This article discusses objections to all three kinds of libertarian theory. It first reprises and further develops criticisms of noncausalist and event-causal (EC) libertarian theories. It argues that libertarian theories of both kinds face as yet unresolved problems including issue about luck and control, the requirements of intentional action, and the role of psychological causes in free agency. It then turns to agent-causal theories. It explains reasons for doubting the possibility of “causation by an enduring substance, which does not consist in causation by events involving that substance” (such as agent-causal theorists propose), and concludes on a skeptical note about the viability of libertarian accounts of free will generally.
There are various motives for refining the notion of cause. Aristotle's was an interest in providing the most informative and illuminating method of explaining the central natural phenomena of his universe. A different sort of motive is created by problems of free will and responsibility, of which readers may have been reminded by the reference to indeterminism. The thought that our free and responsible behaviour is caused by factors over which we have no control has often seemed impossible to accept and impossible to reject. The challenge then is to refine the notion of cause either so that the thought becomes more acceptable or so that it becomes more rejectable.
John W. Carroll
Anti-reductionism is the view that causation cannot be analysed non-nomically and, further, that causation still resists analysis even when the non-causal, nomic concepts are made available. In other words, the anti-reductionist maintains that there can be no non-causal analysis of causation. Indeed, some anti-reductionists hold that causation does not supervene on the non-causal facts. This article is an overview and defence of anti-reductionism. It locates anti-reductionism relative to some possible companion doctrines and recounts the development of anti-reductionism.
In Physics, Aristotle starts his positive account of the infinite by raising a problem: “[I]f one supposes it not to exist, many impossible things result, and equally if one supposes it to exist.” His views on time, extended magnitudes, and number imply that there must be some sense in which the infinite exists, for he holds that time has no beginning or end, magnitudes are infinitely divisible, and there is no highest number. In Aristotle's view, a plurality cannot escape having bounds if all of its members exist at once. Two interesting, and contrasting, interpretations of Aristotle's account can be found in the work of Jaako Hintikka and of Jonathan Lear. Hintikka tries to explain the sense in which the infinite is actually, and the sense in which its being is like the being of a day or a contest. Lear focuses on the sense in which the infinite is only potential, and emphasizes that an infinite, unlike a day or a contest, is always incomplete.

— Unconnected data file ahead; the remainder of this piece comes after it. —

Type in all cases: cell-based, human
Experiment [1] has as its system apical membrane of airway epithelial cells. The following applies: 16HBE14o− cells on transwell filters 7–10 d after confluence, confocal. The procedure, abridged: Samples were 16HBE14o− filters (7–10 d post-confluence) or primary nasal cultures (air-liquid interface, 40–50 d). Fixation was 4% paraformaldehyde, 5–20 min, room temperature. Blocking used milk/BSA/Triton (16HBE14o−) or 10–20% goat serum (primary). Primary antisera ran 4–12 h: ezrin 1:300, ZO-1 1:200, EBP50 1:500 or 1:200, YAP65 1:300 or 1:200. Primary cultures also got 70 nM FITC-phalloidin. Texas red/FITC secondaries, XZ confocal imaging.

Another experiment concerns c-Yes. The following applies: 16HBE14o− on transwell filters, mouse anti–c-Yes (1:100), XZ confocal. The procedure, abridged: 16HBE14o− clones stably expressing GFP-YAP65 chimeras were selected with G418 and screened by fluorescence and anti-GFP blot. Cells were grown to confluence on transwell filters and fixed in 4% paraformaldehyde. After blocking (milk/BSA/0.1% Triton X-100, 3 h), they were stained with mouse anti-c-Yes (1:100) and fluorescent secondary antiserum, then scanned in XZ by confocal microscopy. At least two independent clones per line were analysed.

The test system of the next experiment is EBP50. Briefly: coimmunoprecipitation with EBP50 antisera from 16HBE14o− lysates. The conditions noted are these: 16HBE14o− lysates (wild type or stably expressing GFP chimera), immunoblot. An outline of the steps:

Aristotle's categorial scheme had an unparalleled effect not only on his own philosophical system, but also on the systems of many of the greatest philosophers in the Western tradition. The set of doctrines in the Categories, known as categorialism, play, for instance, a central role in Aristotle's discussion of change in the Physics, in the science of being qua being in the Metaphysics, and in the rejection of Platonic ethics in the Nicomachean Ethics. Plainly, the enterprise of categorialism inaugurated by Aristotle runs deep in the philosophical psyche. Even so, despite its wide-reaching influence—and, indeed owing to that influence—any attempt to describe categorialism faces a significant difficulty: experts disagree on many of its most important and fundamental aspects. This article argues that Aristotle's categorial scheme, as is the case with many works in the history of philosophy, is best illuminated by opposing beams of interpretive light. It examines how Aristotle arrived at his list of categories and considers the connection between Aristotle's categories and his hylomorphism.